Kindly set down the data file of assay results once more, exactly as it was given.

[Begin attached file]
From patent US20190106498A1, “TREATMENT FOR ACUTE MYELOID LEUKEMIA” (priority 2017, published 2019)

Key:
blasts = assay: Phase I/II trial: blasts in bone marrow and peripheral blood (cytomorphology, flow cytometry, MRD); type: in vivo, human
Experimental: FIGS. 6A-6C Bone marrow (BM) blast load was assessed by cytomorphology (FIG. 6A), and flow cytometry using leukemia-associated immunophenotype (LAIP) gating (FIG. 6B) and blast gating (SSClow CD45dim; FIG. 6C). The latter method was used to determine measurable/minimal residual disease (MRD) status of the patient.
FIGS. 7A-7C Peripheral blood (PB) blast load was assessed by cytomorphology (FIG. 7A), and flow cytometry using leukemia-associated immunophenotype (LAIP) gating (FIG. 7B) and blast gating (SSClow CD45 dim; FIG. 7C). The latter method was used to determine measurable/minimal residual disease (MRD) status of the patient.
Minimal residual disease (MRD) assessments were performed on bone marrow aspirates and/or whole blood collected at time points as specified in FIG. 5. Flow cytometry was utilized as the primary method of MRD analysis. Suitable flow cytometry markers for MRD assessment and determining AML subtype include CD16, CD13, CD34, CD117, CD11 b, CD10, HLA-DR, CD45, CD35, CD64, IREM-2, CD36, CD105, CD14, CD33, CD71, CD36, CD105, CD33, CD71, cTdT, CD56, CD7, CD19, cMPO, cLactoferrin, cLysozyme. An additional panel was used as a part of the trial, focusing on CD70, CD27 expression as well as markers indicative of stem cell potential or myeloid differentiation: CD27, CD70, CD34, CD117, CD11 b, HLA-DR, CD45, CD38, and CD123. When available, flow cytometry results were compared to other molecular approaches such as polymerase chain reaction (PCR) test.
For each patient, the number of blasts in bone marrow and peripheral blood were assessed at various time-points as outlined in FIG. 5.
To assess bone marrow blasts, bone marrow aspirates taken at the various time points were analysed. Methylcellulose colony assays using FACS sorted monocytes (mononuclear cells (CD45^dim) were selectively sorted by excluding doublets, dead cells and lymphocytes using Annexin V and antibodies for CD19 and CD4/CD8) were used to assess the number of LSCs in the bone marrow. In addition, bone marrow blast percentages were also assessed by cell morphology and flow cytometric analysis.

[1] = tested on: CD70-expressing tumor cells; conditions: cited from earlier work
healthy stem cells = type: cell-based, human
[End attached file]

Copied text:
From patent US20190106498A1, “TREATMENT FOR ACUTE MYELOID LEUKEMIA” (priority 2017, published 2019)

Key:
blasts = assay: Phase I/II trial: blasts in bone marrow and peripheral blood (cytomorphology, flow cytometry, MRD); type: in vivo, human
Experimental: FIGS. 6A-6C Bone marrow (BM) blast load was assessed by cytomorphology (FIG. 6A), and flow cytometry using leukemia-associated immunophenotype (LAIP) gating (FIG. 6B) and blast gating (SSClow CD45dim; FIG. 6C). The latter method was used to determine measurable/minimal residual disease (MRD) status of the patient.
FIGS. 7A-7C Peripheral blood (PB) blast load was assessed by cytomorphology (FIG. 7A), and flow cytometry using leukemia-associated immunophenotype (LAIP) gating (FIG. 7B) and blast gating (SSClow CD45 dim; FIG. 7C). The latter method was used to determine measurable/minimal residual disease (MRD) status of the patient.
Minimal residual disease (MRD) assessments were performed on bone marrow aspirates and/or whole blood collected at time points as specified in FIG. 5. Flow cytometry was utilized as the primary method of MRD analysis. Suitable flow cytometry markers for MRD assessment and determining AML subtype include CD16, CD13, CD34, CD117, CD11 b, CD10, HLA-DR, CD45, CD35, CD64, IREM-2, CD36, CD105, CD14, CD33, CD71, CD36, CD105, CD33, CD71, cTdT, CD56, CD7, CD19, cMPO, cLactoferrin, cLysozyme. An additional panel was used as a part of the trial, focusing on CD70, CD27 expression as well as markers indicative of stem cell potential or myeloid differentiation: CD27, CD70, CD34, CD117, CD11 b, HLA-DR, CD45, CD38, and CD123. When available, flow cytometry results were compared to other molecular approaches such as polymerase chain reaction (PCR) test.
For each patient, the number of blasts in bone marrow and peripheral blood were assessed at various time-points as outlined in FIG. 5.
To assess bone marrow blasts, bone marrow aspirates taken at the various time points were analysed. Methylcellulose colony assays using FACS sorted monocytes (mononuclear cells (CD45^dim) were selectively sorted by excluding doublets, dead cells and lymphocytes using Annexin V and antibodies for CD19 and CD4/CD8) were used to assess the number of LSCs in the bone marrow. In addition, bone marrow blast percentages were also assessed by cell morphology and flow cytometric analysis.

[1] = tested on: CD70-expressing tumor cells; conditions: cited from earlier work
healthy stem cells = type: cell-based, human